Social Work in Space

Professor awarded sabbatical to study at NASA

By: Becky St. Clair

One of Martin's favorite experiences during her research was sitting in this astronaut training device.

During winter quarter of 2007, Lana Martin, professor of social work, was awarded a sabbatical to study something she has always been fascinated with: the United States space program. 

Martin’s dream was to do a research project for NASA on the impact of space flight upon families of astronauts.  Unfortunately, Martin was not given the opportunity to select the topic for her research, but she was invited to do research through NASA’s history division.

Her assignment was to study the impact of the American civil rights movement of the 1960s on NASA’s technical workforce.  NASA wanted to know how the movement had impacted their program then, and where they were in comparison today.

Stops along her journey included Kennedy Space Center, the Houston Space Center, the Washington, D.C., Archives, and Marshall Space Center. 

While visiting Kennedy Space Center, Martin had the opportunity to stay in the home of one of the original engineers for the Apollo project.  What Martin learned during her week of stay and interviews was enough to change her fascination with astronauts to the engineers who make space flight possible.

 “I went into the project starry-eyed about the astronauts,” says Martin with a smile.  “I came away with my admiration shifted to the engineers.”

Though she had difficulty being granted interviews with equal opportunity officers, astronauts, and other engineers, Martin was given full reign of the NASA archives employees. 

“They were amazing!” exclaims Martin.  “They were helpful with anything I needed for the study, and I am now organizing the large volume of data they helped me collect for my paper.”

One of the key parts of Martin’s research was meeting with two African American men who were appointed as NASA’s Equal Opportunity Officers in the 1960s to ensure NASA was implementing the Federal Civil Rights Act.

“Both interviews were enlightening and sobering,” says Martin.  “It was not easy for these men to stand before a room of primarily white men who had little interest in the Civil Rights Act.  Especially since they had just been commissioned by President Kennedy to put a man on the moon before the end of the decade.”

Martin’s study will contain more specific details of the challenges that faced those men as they did their best to fulfill their daunting task.

Her sabbatical wasn’t all research and writing.  Martin was also given the opportunity to tour behind the scenes at Houston Space Center.  Her most proud moment was sitting in the cockpit of a simulated spaceship control unit used by astronauts for training.  She also participated in the “Train as an Astronaut” program at Kennedy Space Center.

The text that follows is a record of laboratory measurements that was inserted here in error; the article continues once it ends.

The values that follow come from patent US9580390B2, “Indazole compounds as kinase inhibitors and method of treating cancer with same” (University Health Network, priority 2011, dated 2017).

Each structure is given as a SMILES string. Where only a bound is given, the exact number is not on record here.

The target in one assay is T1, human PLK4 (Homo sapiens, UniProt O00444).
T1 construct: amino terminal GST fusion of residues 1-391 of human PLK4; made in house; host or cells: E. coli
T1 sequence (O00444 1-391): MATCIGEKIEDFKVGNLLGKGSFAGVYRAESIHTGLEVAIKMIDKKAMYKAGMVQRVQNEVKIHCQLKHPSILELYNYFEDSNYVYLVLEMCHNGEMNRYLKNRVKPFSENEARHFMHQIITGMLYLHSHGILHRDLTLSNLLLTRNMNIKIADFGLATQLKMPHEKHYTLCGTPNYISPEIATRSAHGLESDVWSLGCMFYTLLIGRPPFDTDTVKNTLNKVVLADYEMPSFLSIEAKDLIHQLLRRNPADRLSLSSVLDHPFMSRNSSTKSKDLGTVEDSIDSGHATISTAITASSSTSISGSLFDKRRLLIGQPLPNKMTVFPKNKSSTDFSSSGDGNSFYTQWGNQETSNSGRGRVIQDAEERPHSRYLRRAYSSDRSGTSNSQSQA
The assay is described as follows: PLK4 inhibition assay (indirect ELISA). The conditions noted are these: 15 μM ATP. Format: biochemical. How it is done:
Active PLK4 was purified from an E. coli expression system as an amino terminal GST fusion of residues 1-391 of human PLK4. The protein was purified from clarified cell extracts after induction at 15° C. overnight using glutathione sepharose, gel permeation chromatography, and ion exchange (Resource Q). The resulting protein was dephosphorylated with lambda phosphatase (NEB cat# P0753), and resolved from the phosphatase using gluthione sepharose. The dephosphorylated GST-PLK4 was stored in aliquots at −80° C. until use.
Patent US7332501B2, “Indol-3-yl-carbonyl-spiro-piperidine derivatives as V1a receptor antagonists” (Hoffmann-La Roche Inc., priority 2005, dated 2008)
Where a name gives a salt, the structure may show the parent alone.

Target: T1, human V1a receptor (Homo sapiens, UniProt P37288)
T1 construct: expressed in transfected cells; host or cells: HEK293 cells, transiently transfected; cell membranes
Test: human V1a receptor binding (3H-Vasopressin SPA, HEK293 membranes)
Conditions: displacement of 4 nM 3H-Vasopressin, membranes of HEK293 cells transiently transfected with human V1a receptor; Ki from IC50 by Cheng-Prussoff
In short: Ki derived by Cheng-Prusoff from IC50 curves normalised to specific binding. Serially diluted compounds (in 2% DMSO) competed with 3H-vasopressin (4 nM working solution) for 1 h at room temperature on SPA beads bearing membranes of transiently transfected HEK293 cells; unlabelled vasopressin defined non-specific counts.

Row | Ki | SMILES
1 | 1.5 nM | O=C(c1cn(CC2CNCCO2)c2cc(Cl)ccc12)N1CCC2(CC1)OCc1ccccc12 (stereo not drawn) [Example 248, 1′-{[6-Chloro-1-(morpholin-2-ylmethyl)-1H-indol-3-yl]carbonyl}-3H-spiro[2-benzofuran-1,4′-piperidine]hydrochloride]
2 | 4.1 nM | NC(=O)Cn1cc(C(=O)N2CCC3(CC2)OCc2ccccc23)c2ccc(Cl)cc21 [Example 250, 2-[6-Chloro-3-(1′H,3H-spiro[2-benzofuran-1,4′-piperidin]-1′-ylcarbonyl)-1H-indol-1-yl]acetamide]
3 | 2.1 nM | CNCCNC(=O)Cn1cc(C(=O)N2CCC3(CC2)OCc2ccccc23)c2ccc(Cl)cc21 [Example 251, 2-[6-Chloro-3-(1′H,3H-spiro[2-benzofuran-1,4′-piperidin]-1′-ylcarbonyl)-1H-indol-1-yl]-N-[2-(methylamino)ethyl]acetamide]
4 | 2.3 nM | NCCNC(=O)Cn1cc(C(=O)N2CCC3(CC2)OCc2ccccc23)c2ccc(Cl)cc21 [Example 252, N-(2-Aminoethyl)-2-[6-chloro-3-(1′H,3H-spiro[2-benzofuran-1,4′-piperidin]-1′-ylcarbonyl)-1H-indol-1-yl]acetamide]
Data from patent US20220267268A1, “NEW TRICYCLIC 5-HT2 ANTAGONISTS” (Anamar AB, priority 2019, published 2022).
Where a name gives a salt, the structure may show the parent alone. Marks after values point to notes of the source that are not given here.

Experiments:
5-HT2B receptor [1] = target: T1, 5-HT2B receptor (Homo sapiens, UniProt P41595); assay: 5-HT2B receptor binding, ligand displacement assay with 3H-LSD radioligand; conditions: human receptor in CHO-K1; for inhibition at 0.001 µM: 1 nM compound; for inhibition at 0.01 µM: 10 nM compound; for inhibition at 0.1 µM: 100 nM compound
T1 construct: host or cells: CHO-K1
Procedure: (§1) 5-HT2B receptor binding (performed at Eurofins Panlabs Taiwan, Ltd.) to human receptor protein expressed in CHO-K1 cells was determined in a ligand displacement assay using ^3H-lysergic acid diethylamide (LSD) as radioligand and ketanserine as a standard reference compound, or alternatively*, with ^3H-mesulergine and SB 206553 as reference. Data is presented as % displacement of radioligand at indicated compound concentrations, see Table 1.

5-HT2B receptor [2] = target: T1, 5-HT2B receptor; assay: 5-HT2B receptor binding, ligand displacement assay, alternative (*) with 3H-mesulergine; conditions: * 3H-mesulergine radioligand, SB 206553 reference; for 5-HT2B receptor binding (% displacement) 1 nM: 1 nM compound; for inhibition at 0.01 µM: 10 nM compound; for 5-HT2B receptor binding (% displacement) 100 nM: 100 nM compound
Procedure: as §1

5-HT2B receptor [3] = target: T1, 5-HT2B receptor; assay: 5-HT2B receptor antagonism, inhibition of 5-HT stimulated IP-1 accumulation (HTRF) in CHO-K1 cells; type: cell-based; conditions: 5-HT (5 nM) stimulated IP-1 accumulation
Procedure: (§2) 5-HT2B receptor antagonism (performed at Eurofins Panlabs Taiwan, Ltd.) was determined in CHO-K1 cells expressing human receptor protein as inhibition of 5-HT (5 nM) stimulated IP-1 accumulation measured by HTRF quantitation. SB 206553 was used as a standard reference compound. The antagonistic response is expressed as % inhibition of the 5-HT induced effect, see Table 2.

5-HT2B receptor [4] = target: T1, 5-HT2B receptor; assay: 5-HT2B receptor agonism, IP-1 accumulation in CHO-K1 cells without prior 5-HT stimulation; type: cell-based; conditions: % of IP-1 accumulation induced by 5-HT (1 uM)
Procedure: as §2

“It was a lot of fun training for moon walking and experiencing weightlessness!” says Martin.

Included in the program was lunch with a retired astronaut, which allowed Martin some time for a brief interview.  

Martin wasn’t alone in her research at NASA.  Ann Szalda-Petree, a social work professor based at WWU’s Missoula campus, was the co-author of this study.  Szalda-Petree’s studies of evolutionary psychology and its application to NASA’s technical workforce will be a significant contribution to the study. 

Both Martin and Szalda-Petree believe it will be beneficial for NASA to better understand why people tend to congregate to be with people who are most like themselves, and to celebrate ethnic diversity as a strength that emerged from the challenges of the civil rights era.

Martin hopes that the results of her study will be valuable enough to NASA for her to be invited to do a research project on family studies as originally desired.  If she could dream even bigger, Martin would hope that her research would help establish an interest in a large need she sees within NASA: A need for social workers in the space program.  She hopes to write the first textbook for Social Work in Space.

Martin’s research will be dedicated to Michael Anderson, an African American astronaut killed in the Columbia explosion.  Anderson’s niece was attending WWU as part of the Social Work program when the incident took place.

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